For the uninitiated, a mobile app is not a website. Nor is it an overarching piece of software like Microsoft Windows. The blog Breathingtech.com offers a pretty good definition: A mobile app is “an application developed and distributed not by phone manufacturers but by a third-party developer and installed on the phone by the owner.”
Except it’s not just phones anymore. Tablet devices such as the iPad and Kindle Fire have all helped to grow the mobile-app market into a $3.8 billion industry. With the launch of new, less-expensive tablets (including Google’s soon-to-be-released branded version), mobile app adoption is expected to swell even more in 2012.
For brick-and-mortar retailers who’ve steadily lost market share to online counterparts, mobile apps offer a way to go digital and stay physical by interacting with customers in-store.
To app or not to app?
First step: Slow down. Supermarket execs who become gripped with an urgent need to go mobile often fall victim to the “checkbox app” syndrome. This is when “someone on the executive team says, ‘We need a mobile app,’ so they look at the most basic thing they can do, just to say they’re mobile,” explains John Caron, senior vice president of marketing at Modiv Media, a Boston-based developer of retailer apps. The end results are basic apps that offer information such as store location, hours and sales—in other words, apps that users will uninstall.
On the other end of the spectrum, some companies will hire a team of developers to build an app that is unique but often too complicated for consumers. The best retailer apps offer some kind of compelling value or experience to the shopper and are aligned with the company’s overall corporate strategy.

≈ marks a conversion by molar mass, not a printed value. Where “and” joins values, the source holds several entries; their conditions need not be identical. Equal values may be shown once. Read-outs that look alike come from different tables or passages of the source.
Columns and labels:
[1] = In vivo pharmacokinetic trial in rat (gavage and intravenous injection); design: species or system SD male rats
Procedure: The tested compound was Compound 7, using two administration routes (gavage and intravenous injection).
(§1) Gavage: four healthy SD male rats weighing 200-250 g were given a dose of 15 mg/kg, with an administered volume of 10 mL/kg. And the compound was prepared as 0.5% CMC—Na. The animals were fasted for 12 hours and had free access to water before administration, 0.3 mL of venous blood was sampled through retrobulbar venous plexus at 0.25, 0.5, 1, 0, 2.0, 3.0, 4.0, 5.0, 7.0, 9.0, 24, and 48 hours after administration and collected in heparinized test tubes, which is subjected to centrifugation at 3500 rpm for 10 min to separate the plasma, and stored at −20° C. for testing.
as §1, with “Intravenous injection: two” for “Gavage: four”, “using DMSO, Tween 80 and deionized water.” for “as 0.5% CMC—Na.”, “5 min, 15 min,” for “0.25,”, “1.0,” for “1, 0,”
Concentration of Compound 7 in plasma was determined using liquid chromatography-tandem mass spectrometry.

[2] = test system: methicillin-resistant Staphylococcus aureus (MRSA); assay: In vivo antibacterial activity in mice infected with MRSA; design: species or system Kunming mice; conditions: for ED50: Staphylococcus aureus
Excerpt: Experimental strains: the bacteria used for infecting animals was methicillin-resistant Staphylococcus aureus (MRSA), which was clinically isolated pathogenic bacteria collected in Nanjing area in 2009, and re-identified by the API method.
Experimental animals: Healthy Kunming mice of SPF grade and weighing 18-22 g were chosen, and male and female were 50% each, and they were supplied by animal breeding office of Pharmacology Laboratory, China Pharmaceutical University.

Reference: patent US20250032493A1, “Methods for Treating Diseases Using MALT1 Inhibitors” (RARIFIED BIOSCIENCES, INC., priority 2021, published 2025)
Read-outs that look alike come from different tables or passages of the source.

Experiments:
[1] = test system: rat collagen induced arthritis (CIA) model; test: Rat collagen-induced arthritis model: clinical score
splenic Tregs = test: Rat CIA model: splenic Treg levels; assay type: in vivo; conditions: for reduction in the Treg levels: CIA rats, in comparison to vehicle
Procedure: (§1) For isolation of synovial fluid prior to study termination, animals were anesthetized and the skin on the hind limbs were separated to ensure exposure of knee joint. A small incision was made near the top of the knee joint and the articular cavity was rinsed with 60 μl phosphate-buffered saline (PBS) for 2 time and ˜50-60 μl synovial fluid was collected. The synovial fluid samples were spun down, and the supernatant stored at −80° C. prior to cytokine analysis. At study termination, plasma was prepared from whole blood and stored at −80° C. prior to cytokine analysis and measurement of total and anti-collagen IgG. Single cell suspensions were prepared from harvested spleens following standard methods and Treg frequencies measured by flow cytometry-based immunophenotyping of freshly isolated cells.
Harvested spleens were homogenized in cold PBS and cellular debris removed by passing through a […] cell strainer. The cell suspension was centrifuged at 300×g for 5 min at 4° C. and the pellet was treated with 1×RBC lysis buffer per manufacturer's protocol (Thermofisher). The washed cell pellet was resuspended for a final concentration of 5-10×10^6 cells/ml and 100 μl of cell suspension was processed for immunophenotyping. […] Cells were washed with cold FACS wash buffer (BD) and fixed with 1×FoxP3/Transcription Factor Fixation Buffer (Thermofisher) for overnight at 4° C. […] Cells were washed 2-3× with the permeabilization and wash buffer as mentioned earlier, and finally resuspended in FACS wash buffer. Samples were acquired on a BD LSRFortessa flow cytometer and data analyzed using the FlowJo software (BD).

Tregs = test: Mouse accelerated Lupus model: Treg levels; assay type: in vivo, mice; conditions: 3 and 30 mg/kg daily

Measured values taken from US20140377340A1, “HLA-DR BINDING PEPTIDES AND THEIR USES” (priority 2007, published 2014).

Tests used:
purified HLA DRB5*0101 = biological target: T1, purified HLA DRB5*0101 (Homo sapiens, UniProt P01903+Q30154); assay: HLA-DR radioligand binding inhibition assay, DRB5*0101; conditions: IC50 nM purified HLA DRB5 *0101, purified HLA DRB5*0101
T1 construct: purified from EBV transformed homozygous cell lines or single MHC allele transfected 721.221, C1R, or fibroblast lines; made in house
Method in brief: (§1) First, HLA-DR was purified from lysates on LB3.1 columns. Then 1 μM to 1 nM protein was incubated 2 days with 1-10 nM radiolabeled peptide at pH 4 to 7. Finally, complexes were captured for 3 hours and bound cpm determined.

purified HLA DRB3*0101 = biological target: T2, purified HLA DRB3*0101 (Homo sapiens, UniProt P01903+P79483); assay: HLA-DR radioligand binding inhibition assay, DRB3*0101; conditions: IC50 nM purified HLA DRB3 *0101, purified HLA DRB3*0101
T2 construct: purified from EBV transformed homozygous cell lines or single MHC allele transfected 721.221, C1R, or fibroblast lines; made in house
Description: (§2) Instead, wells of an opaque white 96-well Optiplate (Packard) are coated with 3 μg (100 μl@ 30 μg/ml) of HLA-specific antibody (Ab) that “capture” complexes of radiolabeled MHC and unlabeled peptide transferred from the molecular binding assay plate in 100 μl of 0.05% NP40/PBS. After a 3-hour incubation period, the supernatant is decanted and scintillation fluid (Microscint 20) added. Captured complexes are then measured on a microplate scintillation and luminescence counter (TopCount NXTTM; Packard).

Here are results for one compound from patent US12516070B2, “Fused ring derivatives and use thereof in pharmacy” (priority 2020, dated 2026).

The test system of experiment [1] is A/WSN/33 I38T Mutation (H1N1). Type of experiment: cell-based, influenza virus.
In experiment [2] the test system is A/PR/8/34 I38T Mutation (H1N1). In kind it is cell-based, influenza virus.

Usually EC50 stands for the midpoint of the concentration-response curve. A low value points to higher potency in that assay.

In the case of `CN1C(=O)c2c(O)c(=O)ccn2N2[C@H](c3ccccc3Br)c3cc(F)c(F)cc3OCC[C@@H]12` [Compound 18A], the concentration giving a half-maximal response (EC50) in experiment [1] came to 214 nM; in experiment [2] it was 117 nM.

Natural retailers using mobile apps
Natural food retailers have some options when it comes to creating a store-branded app. Several companies offer “white label” apps with a pre-built platform that can be tweaked to match a store’s image. Sunflower Farmer’s Market, a 35-store chain in the West, has a pretty good app provided by Grocery Shopping Network that works on both iPhone and Android phones. Among other simple features, it allows customers to search the store’s weekly circular for sale items and “add” those items to a digital shopping list.
Then there are apps designed from the ground up with a specific company in mind. Whole Foods Market has a more extensive app that allows users to search recipes by ingredients and dietary preferences such as gluten-free, low fat and vegan. With the chain’s “Missions” app, customers can earn “badges” for making healthy purchases.
Conventional supermarket apps
Conventional supermarket chains, with their hefty R&D budgets, are experimenting most with mobile apps. One of the more ambitious efforts is SCAN IT! Mobile, an app that Stop & Shop introduced to 45 of its stores last year. Using an iPhone or Android, customers can scan and bag products as they shop then skip long checkout lines by paying at a special kiosk. Because the app is also tied into the store’s loyalty-card database, it will also offer coupons to the customer in real time as they peruse aisles.
“The brands like it because it’s a very efficient way for them to market,” says John Caron of Modiv Media, a developer of retail apps in Boston. “Retailers love it because it adds in-store location and activity. And shoppers love it because they’re saving money on the categories they like to buy in.”